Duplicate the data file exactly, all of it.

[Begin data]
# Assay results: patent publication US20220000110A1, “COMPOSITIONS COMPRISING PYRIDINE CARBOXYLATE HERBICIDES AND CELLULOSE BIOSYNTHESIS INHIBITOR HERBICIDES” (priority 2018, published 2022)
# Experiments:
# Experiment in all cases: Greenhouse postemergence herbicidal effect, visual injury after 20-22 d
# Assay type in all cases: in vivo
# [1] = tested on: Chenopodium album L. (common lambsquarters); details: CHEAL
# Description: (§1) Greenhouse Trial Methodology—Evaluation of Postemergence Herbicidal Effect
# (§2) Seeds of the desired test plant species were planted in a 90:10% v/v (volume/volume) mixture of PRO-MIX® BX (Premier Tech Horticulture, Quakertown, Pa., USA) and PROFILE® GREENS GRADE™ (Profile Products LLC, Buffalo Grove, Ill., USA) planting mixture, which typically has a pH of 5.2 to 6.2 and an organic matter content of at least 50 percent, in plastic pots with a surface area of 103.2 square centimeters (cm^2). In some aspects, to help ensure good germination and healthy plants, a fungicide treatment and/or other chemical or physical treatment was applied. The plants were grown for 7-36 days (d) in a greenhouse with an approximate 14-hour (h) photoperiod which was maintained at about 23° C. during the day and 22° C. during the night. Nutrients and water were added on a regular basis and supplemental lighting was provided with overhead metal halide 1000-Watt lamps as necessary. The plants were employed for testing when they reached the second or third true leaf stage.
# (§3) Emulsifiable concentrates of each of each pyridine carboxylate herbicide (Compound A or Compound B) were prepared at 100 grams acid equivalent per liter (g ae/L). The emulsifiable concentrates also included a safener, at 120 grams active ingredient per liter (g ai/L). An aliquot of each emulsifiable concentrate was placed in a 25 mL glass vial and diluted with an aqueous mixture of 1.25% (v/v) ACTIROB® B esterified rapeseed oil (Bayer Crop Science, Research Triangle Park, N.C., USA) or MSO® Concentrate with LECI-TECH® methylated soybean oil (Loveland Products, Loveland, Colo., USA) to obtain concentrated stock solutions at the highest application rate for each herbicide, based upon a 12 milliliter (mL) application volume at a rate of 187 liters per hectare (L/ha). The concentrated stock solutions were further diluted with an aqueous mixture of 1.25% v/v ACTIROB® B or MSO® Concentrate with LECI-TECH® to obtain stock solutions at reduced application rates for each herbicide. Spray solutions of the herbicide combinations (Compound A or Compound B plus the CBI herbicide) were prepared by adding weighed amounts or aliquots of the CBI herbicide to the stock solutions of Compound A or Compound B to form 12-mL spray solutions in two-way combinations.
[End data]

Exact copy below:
# Assay results: patent publication US20220000110A1, “COMPOSITIONS COMPRISING PYRIDINE CARBOXYLATE HERBICIDES AND CELLULOSE BIOSYNTHESIS INHIBITOR HERBICIDES” (priority 2018, published 2022)
# Experiments:
# Experiment in all cases: Greenhouse postemergence herbicidal effect, visual injury after 20-22 d
# Assay type in all cases: in vivo
# [1] = tested on: Chenopodium album L. (common lambsquarters); details: CHEAL
# Description: (§1) Greenhouse Trial Methodology—Evaluation of Postemergence Herbicidal Effect
# (§2) Seeds of the desired test plant species were planted in a 90:10% v/v (volume/volume) mixture of PRO-MIX® BX (Premier Tech Horticulture, Quakertown, Pa., USA) and PROFILE® GREENS GRADE™ (Profile Products LLC, Buffalo Grove, Ill., USA) planting mixture, which typically has a pH of 5.2 to 6.2 and an organic matter content of at least 50 percent, in plastic pots with a surface area of 103.2 square centimeters (cm^2). In some aspects, to help ensure good germination and healthy plants, a fungicide treatment and/or other chemical or physical treatment was applied. The plants were grown for 7-36 days (d) in a greenhouse with an approximate 14-hour (h) photoperiod which was maintained at about 23° C. during the day and 22° C. during the night. Nutrients and water were added on a regular basis and supplemental lighting was provided with overhead metal halide 1000-Watt lamps as necessary. The plants were employed for testing when they reached the second or third true leaf stage.
# (§3) Emulsifiable concentrates of each of each pyridine carboxylate herbicide (Compound A or Compound B) were prepared at 100 grams acid equivalent per liter (g ae/L). The emulsifiable concentrates also included a safener, at 120 grams active ingredient per liter (g ai/L). An aliquot of each emulsifiable concentrate was placed in a 25 mL glass vial and diluted with an aqueous mixture of 1.25% (v/v) ACTIROB® B esterified rapeseed oil (Bayer Crop Science, Research Triangle Park, N.C., USA) or MSO® Concentrate with LECI-TECH® methylated soybean oil (Loveland Products, Loveland, Colo., USA) to obtain concentrated stock solutions at the highest application rate for each herbicide, based upon a 12 milliliter (mL) application volume at a rate of 187 liters per hectare (L/ha). The concentrated stock solutions were further diluted with an aqueous mixture of 1.25% v/v ACTIROB® B or MSO® Concentrate with LECI-TECH® to obtain stock solutions at reduced application rates for each herbicide. Spray solutions of the herbicide combinations (Compound A or Compound B plus the CBI herbicide) were prepared by adding weighed amounts or aliquots of the CBI herbicide to the stock solutions of Compound A or Compound B to form 12-mL spray solutions in two-way combinations.